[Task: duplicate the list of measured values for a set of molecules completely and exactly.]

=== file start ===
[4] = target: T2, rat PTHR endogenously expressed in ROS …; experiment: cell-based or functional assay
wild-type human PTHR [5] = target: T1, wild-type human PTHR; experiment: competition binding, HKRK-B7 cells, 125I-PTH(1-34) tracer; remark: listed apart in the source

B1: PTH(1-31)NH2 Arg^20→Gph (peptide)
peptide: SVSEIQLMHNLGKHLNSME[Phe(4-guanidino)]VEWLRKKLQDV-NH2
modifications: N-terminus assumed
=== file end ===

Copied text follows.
[4] = target: T2, rat PTHR endogenously expressed in ROS …; experiment: cell-based or functional assay
wild-type human PTHR [5] = target: T1, wild-type human PTHR; experiment: competition binding, HKRK-B7 cells, 125I-PTH(1-34) tracer; remark: listed apart in the source

B1: PTH(1-31)NH2 Arg^20→Gph (peptide)
peptide: SVSEIQLMHNLGKHLNSME[Phe(4-guanidino)]VEWLRKKLQDV-NH2
modifications: N-terminus assumed